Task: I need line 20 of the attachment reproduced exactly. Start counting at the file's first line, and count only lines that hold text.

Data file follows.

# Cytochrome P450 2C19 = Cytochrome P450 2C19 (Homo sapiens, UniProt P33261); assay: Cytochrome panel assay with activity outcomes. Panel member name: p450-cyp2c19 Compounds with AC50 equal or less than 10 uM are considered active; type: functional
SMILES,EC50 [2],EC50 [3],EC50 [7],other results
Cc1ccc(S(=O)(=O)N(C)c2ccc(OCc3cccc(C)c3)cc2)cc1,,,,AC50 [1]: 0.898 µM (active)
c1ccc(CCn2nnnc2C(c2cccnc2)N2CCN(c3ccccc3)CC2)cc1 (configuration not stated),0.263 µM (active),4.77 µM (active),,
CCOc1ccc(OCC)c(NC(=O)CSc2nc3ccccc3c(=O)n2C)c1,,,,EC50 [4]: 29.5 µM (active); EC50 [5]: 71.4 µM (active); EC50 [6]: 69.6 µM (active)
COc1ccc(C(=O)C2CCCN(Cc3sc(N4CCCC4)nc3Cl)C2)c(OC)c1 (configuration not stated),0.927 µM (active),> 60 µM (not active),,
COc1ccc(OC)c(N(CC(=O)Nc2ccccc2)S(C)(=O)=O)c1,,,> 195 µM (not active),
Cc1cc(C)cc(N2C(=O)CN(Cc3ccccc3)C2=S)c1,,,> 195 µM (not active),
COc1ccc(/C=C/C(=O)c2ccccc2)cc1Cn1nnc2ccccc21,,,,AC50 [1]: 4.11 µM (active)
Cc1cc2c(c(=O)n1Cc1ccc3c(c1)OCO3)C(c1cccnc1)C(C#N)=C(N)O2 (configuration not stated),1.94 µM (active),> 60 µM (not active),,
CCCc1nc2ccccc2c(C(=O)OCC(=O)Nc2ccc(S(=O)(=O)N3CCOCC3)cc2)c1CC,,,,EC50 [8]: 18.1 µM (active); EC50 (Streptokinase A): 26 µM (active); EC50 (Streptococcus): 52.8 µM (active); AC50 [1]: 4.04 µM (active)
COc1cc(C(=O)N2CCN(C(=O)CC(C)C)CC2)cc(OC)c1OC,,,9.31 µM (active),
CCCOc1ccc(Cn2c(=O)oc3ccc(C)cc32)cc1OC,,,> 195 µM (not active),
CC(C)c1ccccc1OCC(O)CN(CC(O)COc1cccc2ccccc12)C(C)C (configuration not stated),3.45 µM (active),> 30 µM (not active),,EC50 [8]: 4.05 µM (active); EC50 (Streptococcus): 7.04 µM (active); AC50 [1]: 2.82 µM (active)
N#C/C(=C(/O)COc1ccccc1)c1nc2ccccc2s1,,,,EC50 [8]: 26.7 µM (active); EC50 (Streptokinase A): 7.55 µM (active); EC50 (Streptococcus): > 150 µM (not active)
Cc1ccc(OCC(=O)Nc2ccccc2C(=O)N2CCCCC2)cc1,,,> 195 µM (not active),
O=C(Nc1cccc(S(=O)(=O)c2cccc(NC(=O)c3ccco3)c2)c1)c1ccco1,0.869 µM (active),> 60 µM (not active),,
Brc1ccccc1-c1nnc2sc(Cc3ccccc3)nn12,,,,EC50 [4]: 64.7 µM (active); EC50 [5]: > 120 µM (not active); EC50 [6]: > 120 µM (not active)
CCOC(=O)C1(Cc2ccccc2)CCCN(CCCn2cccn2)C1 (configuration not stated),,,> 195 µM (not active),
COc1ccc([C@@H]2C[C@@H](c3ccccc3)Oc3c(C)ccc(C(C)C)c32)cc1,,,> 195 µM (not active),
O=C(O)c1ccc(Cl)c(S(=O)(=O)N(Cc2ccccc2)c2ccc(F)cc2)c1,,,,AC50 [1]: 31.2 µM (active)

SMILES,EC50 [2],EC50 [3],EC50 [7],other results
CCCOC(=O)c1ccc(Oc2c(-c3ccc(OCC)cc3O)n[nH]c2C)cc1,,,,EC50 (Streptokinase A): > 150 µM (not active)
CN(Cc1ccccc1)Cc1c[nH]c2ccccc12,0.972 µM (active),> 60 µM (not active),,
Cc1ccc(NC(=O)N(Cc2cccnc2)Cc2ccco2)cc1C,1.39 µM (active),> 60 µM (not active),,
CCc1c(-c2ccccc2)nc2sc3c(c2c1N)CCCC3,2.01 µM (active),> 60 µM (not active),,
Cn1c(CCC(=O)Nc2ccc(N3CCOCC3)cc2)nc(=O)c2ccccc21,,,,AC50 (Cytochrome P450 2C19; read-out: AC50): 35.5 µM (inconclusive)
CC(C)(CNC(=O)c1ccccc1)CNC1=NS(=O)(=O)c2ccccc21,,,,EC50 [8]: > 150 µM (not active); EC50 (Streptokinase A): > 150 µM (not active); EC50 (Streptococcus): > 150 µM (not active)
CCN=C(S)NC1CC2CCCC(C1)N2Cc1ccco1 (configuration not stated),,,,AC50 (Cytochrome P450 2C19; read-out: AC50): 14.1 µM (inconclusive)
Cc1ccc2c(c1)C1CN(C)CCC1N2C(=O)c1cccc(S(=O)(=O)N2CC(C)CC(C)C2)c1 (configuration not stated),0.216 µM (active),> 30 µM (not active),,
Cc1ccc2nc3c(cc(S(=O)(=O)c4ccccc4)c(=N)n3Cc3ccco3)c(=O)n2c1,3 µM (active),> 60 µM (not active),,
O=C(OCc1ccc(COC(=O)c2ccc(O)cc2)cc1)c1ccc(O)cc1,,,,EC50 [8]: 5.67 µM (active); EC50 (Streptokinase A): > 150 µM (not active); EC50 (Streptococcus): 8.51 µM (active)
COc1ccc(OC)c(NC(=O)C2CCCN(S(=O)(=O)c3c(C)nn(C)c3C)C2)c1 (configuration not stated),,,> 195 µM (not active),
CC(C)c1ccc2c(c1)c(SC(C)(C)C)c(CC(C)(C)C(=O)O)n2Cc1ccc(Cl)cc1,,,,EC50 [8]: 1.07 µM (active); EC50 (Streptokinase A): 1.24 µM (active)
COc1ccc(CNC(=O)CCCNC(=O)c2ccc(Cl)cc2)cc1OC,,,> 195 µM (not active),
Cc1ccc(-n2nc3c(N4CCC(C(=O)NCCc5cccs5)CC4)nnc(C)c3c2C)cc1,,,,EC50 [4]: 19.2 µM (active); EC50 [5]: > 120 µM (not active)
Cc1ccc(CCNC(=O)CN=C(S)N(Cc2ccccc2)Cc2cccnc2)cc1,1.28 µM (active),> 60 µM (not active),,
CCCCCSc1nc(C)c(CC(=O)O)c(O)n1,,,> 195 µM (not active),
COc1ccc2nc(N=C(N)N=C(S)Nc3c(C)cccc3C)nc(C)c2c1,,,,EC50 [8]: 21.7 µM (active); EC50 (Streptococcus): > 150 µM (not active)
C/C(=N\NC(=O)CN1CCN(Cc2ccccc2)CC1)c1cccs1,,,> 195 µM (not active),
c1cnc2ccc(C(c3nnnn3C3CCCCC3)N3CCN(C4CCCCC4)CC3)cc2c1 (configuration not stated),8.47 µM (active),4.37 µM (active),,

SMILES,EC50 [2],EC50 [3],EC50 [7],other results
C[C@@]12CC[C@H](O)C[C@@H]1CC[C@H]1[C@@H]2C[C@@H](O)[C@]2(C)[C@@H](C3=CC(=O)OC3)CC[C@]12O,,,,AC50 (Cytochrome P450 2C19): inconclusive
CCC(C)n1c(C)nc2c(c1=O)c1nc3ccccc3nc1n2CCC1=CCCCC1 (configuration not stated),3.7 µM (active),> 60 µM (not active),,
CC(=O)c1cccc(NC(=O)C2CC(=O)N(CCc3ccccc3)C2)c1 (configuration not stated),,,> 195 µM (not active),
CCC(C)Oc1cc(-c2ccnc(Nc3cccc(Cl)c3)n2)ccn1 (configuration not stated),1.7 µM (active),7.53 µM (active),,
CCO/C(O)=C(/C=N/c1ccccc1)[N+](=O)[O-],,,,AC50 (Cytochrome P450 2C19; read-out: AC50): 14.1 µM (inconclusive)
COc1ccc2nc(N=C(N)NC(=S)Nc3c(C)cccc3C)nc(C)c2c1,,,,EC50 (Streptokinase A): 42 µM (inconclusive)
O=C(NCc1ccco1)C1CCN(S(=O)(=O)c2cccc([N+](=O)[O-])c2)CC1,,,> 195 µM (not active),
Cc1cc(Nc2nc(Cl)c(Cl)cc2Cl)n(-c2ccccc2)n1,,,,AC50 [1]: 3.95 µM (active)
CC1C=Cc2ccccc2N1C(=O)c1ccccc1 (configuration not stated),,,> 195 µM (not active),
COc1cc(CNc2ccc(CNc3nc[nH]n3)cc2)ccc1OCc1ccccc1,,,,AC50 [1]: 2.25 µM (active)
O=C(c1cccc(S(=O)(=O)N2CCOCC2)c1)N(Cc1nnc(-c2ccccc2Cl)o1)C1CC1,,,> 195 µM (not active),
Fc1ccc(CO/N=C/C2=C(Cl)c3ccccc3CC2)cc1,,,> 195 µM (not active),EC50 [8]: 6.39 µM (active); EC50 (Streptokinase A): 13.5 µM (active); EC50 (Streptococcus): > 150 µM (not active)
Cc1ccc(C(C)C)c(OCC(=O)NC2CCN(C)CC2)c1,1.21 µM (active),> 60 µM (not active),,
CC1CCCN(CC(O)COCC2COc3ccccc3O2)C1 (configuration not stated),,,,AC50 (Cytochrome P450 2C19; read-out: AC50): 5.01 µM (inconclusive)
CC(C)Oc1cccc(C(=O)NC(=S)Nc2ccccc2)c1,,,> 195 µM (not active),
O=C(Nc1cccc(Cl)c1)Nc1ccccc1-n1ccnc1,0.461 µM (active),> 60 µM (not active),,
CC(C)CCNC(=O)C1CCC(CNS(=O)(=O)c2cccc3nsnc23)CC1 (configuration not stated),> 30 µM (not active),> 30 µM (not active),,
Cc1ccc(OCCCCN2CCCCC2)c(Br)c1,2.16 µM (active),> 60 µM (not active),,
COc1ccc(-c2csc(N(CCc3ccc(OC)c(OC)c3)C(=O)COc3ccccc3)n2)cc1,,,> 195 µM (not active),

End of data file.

COc1ccc([C@@H]2C[C@@H](c3ccccc3)Oc3c(C)ccc(C(C)C)c32)cc1,,,> 195 µM (not active),